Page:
She was taking her son to a soccer game on May 12, 1992, when her Subaru station wagon was hit head-on by Stevens' pickup truck on the U.S. 340 bridge.
His blood alcohol level was .25 that day, 21/2 times the legal limit.
Gable was in a coma for six weeks and hospitalized for five months because of her injuries. She still bears scars on her arms, one leg and on her foot, which was crushed.
Medical bills exceeded $500,000.
Her son wasn't injured.
Sentenced to six months in jail for that incident, Stevens completed the Jail Substance Abuse Program and vowed to help others in similar situations.
But since then, there was a new DWI arrest in Maryland, the 18-month jail sentence and a new enrollment in JSAP, which he has completed.
France denied the modification request Thursday even though he said he was puzzled by the prosecution's strong position against it.
"It was sort of a waste of money to send him to JSAP again," France said, noting that by law, sentences are eligible for modification once that course is completed.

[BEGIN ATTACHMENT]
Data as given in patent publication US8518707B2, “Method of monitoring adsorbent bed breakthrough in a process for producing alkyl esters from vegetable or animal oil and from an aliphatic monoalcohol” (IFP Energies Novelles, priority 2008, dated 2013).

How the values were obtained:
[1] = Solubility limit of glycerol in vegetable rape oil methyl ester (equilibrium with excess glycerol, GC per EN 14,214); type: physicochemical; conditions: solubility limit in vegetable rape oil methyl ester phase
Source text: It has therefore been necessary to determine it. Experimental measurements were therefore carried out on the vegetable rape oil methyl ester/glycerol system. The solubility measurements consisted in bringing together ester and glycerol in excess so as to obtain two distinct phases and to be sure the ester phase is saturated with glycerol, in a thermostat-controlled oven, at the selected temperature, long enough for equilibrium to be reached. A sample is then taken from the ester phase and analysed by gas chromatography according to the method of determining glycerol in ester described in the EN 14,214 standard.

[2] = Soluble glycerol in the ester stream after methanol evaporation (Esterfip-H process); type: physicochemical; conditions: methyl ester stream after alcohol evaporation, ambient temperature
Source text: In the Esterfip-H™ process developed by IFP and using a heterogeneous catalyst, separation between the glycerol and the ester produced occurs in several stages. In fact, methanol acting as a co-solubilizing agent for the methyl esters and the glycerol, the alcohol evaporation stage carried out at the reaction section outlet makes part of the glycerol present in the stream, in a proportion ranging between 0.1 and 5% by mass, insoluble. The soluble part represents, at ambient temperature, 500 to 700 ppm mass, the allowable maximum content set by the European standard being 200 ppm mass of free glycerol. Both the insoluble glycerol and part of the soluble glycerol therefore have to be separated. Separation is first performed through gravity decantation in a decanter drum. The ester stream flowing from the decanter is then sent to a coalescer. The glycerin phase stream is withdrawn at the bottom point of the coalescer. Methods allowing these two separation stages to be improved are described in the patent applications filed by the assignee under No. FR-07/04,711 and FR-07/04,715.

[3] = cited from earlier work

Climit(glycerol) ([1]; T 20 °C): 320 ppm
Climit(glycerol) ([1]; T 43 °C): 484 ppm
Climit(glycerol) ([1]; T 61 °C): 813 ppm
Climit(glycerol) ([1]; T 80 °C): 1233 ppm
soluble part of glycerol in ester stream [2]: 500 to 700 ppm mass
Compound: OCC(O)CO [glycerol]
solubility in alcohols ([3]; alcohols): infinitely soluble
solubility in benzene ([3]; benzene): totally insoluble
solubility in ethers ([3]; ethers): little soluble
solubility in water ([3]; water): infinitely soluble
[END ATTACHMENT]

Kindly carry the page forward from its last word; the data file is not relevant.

Assistant State's Attorney Gina Cirincion argued that Stevens is a public safety risk, given his record which includes two DWIs in Maryland and one each in Virginia and Pennsylvania.
"This is the second time Stevens has been through the JSAP program," Cirincion said. "It doesn't seem to mean anything to him."
Defense attorney Lewis Metzner said the most recent drunken driving incident was a suicide attempt, followed closely by another suicide attempt while he was in jail.
In light of that revelation, France ordered mental health testing be performed before he decides whether to reduce Stevens' sentence.
He was returned to the Washington County Detention Center.